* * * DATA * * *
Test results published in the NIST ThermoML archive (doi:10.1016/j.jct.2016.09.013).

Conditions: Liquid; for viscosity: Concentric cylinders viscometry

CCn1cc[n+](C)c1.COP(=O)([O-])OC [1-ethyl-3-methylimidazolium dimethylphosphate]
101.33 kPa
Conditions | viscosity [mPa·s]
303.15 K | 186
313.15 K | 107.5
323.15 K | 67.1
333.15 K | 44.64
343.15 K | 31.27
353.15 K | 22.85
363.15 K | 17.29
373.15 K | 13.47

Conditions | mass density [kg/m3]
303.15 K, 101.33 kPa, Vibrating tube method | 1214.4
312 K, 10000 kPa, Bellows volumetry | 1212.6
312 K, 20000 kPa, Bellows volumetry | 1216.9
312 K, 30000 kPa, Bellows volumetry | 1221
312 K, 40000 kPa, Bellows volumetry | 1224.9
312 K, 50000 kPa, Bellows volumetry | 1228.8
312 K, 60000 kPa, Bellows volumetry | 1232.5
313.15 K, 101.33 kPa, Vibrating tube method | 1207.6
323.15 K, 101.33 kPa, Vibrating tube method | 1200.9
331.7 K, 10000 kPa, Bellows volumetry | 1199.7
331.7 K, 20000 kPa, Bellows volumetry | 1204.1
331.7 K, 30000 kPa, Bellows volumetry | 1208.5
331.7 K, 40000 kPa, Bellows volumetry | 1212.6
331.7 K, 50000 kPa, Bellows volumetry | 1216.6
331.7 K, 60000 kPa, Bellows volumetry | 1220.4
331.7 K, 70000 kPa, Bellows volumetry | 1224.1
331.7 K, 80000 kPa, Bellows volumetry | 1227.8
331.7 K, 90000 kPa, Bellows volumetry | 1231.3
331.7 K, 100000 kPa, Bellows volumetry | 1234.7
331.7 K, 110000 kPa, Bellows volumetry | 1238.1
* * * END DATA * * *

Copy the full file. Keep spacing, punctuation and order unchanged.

Test results published in the NIST ThermoML archive (doi:10.1016/j.jct.2016.09.013).

Conditions: Liquid; for viscosity: Concentric cylinders viscometry

CCn1cc[n+](C)c1.COP(=O)([O-])OC [1-ethyl-3-methylimidazolium dimethylphosphate]
101.33 kPa
Conditions | viscosity [mPa·s]
303.15 K | 186
313.15 K | 107.5
323.15 K | 67.1
333.15 K | 44.64
343.15 K | 31.27
353.15 K | 22.85
363.15 K | 17.29
373.15 K | 13.47

Conditions | mass density [kg/m3]
303.15 K, 101.33 kPa, Vibrating tube method | 1214.4
312 K, 10000 kPa, Bellows volumetry | 1212.6
312 K, 20000 kPa, Bellows volumetry | 1216.9
312 K, 30000 kPa, Bellows volumetry | 1221
312 K, 40000 kPa, Bellows volumetry | 1224.9
312 K, 50000 kPa, Bellows volumetry | 1228.8
312 K, 60000 kPa, Bellows volumetry | 1232.5
313.15 K, 101.33 kPa, Vibrating tube method | 1207.6
323.15 K, 101.33 kPa, Vibrating tube method | 1200.9
331.7 K, 10000 kPa, Bellows volumetry | 1199.7
331.7 K, 20000 kPa, Bellows volumetry | 1204.1
331.7 K, 30000 kPa, Bellows volumetry | 1208.5
331.7 K, 40000 kPa, Bellows volumetry | 1212.6
331.7 K, 50000 kPa, Bellows volumetry | 1216.6
331.7 K, 60000 kPa, Bellows volumetry | 1220.4
331.7 K, 70000 kPa, Bellows volumetry | 1224.1
331.7 K, 80000 kPa, Bellows volumetry | 1227.8
331.7 K, 90000 kPa, Bellows volumetry | 1231.3
331.7 K, 100000 kPa, Bellows volumetry | 1234.7
331.7 K, 110000 kPa, Bellows volumetry | 1238.1